1. Crystal Parney
    Offline

    Crystal Parney Member

    Joined:
    Jul 30, 2012
    Messages:
    90
    Likes Received:
    3
    Location:
    Michigan

    Past Tense

    Discussion in 'Word Mechanics' started by Crystal Parney, Mar 16, 2013.

    I know there are several kinds of past tense, and I get a little confused by them. If I am writing a story in past tense, and the narrator is telling something that happened in the past, what kind of past tense do I use? In stead of using was or were (as in past progressive), do I use had (which would be past perfect), or had been (which would be past perfect progressive)?

    Thanks, to anyone who can help.....
     
  2. Cogito
    Offline

    Cogito Former Mod, Retired Supporter Contributor

    Joined:
    May 19, 2007
    Messages:
    35,935
    Likes Received:
    2,043
    Location:
    Massachusetts, USA
    Don't confuse narrative tense with grammatical tense. Narrative tense is either past tense or present tense (although some wag will undoubtedly suggest future narrative tense, but that will be entirely for the sake of argument.) Narrative tense is simply whrther the narrator is relating what happened )past) or what is happening (present).

    Grammatical tense is the verb to verb choice for each sentence or clause. Each has a particular meaning and connotation, and may also interact with other nearby verbs to indicate relative simultaneity or sequence. The only way to fully understand is to study each simple and compound grammatical tense.

    Regardless of the narrative tense, you may find examples of every grammatical tense contained within it.
     
  3. Crystal Parney
    Offline

    Crystal Parney Member

    Joined:
    Jul 30, 2012
    Messages:
    90
    Likes Received:
    3
    Location:
    Michigan
    Thanks, I will look through those threads. So that I am understanding, if I am writing in past tense (first person) and the MC is telling about something that occured in the past , like his first kiss for example do I write.

    My first kiss was sloppy.

    or

    My first kiss had been sloppy.
     
  4. Sanjuricus
    Offline

    Sanjuricus Active Member

    Joined:
    Feb 25, 2013
    Messages:
    120
    Likes Received:
    1
    Depends on the context, both could be correct.

    If recounting the events as if in a flashback, the first is correct. It is present tense.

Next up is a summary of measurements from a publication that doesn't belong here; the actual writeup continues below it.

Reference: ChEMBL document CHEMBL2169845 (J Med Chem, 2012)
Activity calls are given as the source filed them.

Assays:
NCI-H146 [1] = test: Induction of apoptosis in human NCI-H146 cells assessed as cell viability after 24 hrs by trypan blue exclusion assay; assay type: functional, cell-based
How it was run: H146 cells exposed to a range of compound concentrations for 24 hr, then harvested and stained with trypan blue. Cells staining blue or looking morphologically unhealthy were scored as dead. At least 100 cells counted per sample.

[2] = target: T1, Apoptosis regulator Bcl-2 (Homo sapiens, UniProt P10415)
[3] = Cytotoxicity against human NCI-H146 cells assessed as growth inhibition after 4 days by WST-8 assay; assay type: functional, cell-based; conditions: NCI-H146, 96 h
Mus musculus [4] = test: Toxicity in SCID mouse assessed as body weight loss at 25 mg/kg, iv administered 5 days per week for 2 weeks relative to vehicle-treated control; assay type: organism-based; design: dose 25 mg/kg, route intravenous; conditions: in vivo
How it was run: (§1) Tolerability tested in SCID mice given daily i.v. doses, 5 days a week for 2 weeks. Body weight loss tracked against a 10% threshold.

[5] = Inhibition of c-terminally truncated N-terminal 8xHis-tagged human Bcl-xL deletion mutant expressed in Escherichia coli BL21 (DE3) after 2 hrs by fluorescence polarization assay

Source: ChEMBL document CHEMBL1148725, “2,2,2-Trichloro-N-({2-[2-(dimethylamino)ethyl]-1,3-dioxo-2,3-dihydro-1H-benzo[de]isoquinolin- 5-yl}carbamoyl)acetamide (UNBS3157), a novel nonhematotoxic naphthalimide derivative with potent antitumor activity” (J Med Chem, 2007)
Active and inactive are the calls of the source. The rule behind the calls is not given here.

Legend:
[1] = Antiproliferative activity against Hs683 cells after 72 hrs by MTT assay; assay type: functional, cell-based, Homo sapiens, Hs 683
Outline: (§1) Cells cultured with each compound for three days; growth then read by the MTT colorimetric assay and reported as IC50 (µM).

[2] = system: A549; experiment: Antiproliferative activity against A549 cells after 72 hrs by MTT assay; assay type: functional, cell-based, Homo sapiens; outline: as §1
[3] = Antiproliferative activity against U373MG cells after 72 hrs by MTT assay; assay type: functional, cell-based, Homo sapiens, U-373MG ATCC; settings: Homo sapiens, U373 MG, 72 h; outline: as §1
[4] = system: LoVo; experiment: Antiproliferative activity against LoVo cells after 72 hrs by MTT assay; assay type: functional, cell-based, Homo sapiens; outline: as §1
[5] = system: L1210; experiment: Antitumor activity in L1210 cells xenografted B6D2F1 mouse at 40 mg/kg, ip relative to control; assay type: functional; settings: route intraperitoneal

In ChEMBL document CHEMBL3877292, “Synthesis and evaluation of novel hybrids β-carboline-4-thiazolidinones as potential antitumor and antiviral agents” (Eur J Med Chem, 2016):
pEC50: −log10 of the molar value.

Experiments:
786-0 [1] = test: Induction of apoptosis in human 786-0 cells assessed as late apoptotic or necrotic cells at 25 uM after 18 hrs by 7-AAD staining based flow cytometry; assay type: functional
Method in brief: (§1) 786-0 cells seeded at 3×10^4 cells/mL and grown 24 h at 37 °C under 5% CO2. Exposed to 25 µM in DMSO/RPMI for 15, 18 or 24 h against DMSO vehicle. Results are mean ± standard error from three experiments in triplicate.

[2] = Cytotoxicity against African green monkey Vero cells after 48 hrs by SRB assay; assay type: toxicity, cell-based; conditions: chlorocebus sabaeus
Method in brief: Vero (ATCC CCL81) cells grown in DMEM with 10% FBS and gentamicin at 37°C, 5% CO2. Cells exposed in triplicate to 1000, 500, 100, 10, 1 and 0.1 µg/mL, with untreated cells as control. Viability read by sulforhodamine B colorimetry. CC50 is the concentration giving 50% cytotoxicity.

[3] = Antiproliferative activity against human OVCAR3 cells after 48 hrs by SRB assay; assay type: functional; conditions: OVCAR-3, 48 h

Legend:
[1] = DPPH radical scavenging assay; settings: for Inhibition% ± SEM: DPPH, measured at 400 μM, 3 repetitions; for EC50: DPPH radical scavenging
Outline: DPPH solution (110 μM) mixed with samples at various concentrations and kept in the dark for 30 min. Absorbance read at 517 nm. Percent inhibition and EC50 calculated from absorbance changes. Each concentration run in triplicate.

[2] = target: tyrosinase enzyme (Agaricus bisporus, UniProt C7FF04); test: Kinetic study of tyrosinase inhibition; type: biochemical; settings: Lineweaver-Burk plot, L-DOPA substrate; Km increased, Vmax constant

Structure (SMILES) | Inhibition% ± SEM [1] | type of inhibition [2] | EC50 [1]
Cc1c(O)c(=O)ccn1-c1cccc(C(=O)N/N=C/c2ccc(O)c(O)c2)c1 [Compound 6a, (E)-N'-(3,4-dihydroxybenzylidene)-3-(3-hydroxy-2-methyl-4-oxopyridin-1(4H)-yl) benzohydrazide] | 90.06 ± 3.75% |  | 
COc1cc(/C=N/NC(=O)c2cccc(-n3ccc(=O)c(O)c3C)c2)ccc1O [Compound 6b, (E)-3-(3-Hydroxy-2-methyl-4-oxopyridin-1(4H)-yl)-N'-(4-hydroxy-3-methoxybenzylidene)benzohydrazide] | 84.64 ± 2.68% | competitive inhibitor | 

If referring back to a first kiss in comparison to a kiss taking place now, the second could be correct. (just an example) It is past tense.
     
  5. cazann34
    Offline

    cazann34 Active Member

    Joined:
    Sep 18, 2012
    Messages:
    519
    Likes Received:
    41
    Location:
    Scotland, UK
    I would put: My first kiss had been sloppy. To me it sounds right. Its first person past. IMO
     
  6. E. C. Scrubb
    Offline

    E. C. Scrubb Active Member

    Joined:
    Jul 22, 2012
    Messages:
    413
    Likes Received:
    25
    Location:
    Southwest US
    "Was" is a simple past tense verb. You are relating to the reader that in the past, the first kiss you had was a sloppy kiss.

    "Had been" is a past perfect (the helper verb "had" with the appropriate "to be" verb). Specifically, your relating that in the past, you were kissed with a sloppy kiss, that kiss continued for a length of time, and then it ended in the past.

    Sorry for the pun, but I think KISS works here. Keep it Simple Silly (hate the word stupid). Use the simple past as much as possible, unless you have to tell us that an action happened, then stopped before the present.

    "I had slept for eight hours when he came to see me." The end of the action is laid out: "when he came to see me." But even that sounds contrived. It's easier to say. "The doorbell rang eight hours after I fell asleep."

    Of course, and as always, just my opinion!
     
  7. Cogito
    Offline

    Cogito Former Mod, Retired Supporter Contributor

    Joined:
    May 19, 2007
    Messages:
    35,935
    Likes Received:
    2,043
    Location:
    Massachusetts, USA
    KISS can also mean Keep It Simple and Snappy, if you don't like the original WWII GI phrase, Keep It Simple, Stupid.

    I rather like Keep It Simple and Smart, keeping in mind that smart also means energetic and quick as well as canny and shrewd.

    I'm a firm advocate of KISS. Reducing matters to their essence is an underrated writing skill. Being CONcise goes hand in hand with being PREcise.

    What does this have to do with the thread topic? The right choice of tense is a matter of word mastery,which is an element of precise writing.
     

Share This Page